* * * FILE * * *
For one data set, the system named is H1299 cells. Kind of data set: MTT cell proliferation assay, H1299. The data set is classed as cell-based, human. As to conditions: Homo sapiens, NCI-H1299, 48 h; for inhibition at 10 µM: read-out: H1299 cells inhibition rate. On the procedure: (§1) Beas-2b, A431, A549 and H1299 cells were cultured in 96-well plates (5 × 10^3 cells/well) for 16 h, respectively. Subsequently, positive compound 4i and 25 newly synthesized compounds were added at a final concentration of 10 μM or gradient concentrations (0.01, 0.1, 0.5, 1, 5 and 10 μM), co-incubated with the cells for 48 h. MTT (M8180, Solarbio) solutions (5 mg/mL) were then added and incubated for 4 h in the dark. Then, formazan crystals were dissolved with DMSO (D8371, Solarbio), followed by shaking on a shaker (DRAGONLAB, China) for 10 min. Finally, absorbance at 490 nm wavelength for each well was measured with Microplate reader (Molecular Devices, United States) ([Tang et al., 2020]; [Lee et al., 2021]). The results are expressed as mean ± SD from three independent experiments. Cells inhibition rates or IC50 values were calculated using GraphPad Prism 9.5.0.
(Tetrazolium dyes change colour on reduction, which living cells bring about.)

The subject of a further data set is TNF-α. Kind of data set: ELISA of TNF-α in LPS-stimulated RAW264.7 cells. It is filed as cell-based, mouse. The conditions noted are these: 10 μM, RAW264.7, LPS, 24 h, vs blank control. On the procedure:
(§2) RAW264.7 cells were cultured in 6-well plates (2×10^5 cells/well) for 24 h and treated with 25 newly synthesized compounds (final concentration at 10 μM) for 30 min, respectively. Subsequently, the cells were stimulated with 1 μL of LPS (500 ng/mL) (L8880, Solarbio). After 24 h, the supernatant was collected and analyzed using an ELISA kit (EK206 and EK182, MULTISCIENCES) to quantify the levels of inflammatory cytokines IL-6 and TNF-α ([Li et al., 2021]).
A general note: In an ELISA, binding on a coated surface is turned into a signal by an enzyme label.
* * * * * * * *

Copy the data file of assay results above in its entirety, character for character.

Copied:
For one data set, the system named is H1299 cells. Kind of data set: MTT cell proliferation assay, H1299. The data set is classed as cell-based, human. As to conditions: Homo sapiens, NCI-H1299, 48 h; for inhibition at 10 µM: read-out: H1299 cells inhibition rate. On the procedure: (§1) Beas-2b, A431, A549 and H1299 cells were cultured in 96-well plates (5 × 10^3 cells/well) for 16 h, respectively. Subsequently, positive compound 4i and 25 newly synthesized compounds were added at a final concentration of 10 μM or gradient concentrations (0.01, 0.1, 0.5, 1, 5 and 10 μM), co-incubated with the cells for 48 h. MTT (M8180, Solarbio) solutions (5 mg/mL) were then added and incubated for 4 h in the dark. Then, formazan crystals were dissolved with DMSO (D8371, Solarbio), followed by shaking on a shaker (DRAGONLAB, China) for 10 min. Finally, absorbance at 490 nm wavelength for each well was measured with Microplate reader (Molecular Devices, United States) ([Tang et al., 2020]; [Lee et al., 2021]). The results are expressed as mean ± SD from three independent experiments. Cells inhibition rates or IC50 values were calculated using GraphPad Prism 9.5.0.
(Tetrazolium dyes change colour on reduction, which living cells bring about.)

The subject of a further data set is TNF-α. Kind of data set: ELISA of TNF-α in LPS-stimulated RAW264.7 cells. It is filed as cell-based, mouse. The conditions noted are these: 10 μM, RAW264.7, LPS, 24 h, vs blank control. On the procedure:
(§2) RAW264.7 cells were cultured in 6-well plates (2×10^5 cells/well) for 24 h and treated with 25 newly synthesized compounds (final concentration at 10 μM) for 30 min, respectively. Subsequently, the cells were stimulated with 1 μL of LPS (500 ng/mL) (L8880, Solarbio). After 24 h, the supernatant was collected and analyzed using an ELISA kit (EK206 and EK182, MULTISCIENCES) to quantify the levels of inflammatory cytokines IL-6 and TNF-α ([Li et al., 2021]).
A general note: In an ELISA, binding on a coated surface is turned into a signal by an enzyme label.